Ask Sail: Close vs Open Footed

I plan to buy a new mainsail for my C&C Landfall 38 and am thinking of making some changes.
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I plan to buy a new mainsail for my C&C Landfall 38 and am thinking of making some changes.

Jim Kesich Cleveland, Ohio 
Q: I plan to buy a new mainsail for my C&C Landfall 38 and am thinking of making some changes. The foot of my current mainsail is attached to the boom with a bolt rope that slides along a slot or groove in the boom. Getting the foot on every year is a hassle and I’d like to order my new main with a loose foot, so that only the tack and clew are fixed to the boom. Will this harm or improve the sail’s performance? Are there any other reasons not to do this?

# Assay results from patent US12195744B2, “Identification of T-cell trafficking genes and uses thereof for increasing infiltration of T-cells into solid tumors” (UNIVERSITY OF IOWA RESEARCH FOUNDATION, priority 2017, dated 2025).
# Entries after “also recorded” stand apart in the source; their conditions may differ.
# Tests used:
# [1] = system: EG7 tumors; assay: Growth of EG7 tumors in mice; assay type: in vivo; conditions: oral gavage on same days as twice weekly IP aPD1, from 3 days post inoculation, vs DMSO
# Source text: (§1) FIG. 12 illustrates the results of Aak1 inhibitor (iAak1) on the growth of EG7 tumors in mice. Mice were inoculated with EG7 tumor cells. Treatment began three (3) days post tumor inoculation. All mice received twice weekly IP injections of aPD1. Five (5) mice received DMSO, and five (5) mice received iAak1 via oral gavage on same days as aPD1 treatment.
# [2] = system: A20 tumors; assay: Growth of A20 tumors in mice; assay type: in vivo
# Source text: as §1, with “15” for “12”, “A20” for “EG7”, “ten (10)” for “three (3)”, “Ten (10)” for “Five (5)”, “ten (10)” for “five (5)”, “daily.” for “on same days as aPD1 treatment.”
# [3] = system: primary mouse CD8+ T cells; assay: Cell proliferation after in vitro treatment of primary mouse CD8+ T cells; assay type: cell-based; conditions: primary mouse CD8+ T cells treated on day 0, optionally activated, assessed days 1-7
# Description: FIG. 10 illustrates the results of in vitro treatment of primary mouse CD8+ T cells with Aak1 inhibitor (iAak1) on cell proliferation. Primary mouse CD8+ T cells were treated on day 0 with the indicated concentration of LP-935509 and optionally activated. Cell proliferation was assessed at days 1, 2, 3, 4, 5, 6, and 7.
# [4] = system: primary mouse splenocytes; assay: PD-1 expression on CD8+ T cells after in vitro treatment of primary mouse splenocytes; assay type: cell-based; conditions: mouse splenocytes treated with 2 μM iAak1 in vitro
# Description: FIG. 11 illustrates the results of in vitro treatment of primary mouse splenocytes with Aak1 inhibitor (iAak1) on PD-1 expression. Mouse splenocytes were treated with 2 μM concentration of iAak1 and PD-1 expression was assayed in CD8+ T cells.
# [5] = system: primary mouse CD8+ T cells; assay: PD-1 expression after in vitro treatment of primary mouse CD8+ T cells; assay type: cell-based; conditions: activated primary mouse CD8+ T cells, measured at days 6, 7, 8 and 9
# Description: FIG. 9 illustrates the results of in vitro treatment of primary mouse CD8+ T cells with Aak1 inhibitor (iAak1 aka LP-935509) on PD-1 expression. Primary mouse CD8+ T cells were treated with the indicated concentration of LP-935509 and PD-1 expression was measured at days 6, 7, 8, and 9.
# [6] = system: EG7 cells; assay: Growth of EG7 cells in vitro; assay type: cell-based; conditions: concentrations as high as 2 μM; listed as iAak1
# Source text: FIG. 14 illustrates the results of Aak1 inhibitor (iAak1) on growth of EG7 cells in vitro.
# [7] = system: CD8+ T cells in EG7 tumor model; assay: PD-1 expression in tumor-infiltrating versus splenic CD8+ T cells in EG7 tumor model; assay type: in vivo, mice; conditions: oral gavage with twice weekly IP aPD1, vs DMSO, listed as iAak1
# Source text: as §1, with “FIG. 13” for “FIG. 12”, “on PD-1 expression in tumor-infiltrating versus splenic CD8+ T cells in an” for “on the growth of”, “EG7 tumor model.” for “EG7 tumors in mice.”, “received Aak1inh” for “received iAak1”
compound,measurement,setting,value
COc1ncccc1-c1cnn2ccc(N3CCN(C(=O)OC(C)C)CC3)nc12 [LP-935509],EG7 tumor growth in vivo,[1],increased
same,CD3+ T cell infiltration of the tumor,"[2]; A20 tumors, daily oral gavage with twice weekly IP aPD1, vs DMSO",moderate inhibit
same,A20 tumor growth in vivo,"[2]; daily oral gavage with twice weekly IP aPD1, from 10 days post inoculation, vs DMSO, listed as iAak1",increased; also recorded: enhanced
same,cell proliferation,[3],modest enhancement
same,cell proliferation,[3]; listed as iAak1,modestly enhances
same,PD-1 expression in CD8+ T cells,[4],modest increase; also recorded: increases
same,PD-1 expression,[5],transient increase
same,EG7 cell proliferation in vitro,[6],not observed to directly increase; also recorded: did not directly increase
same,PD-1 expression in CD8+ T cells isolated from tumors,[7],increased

Win Fowler

A: A loose foot should improve your mainsail’s performance, since the sail’s airfoil shape can extend all the way to foot. The primary purpose of a boom is simply to allow you to position the clew of the mainsail where you want it. There is no structural reason not to have a loose-footed main. Your genoa, for example, does just fine without having its foot attached to a boom. Moreover, should your outhaul attachment fail, you won’t tear the foot from your main as you probably would with a boltrope foot. The only two reasons I can think of to have an attached foot are if 1) you have a one-design boat with a class rule that requires it, or 2) you want to catch rain with your mainsail. Otherwise, it’s best to stay loose.


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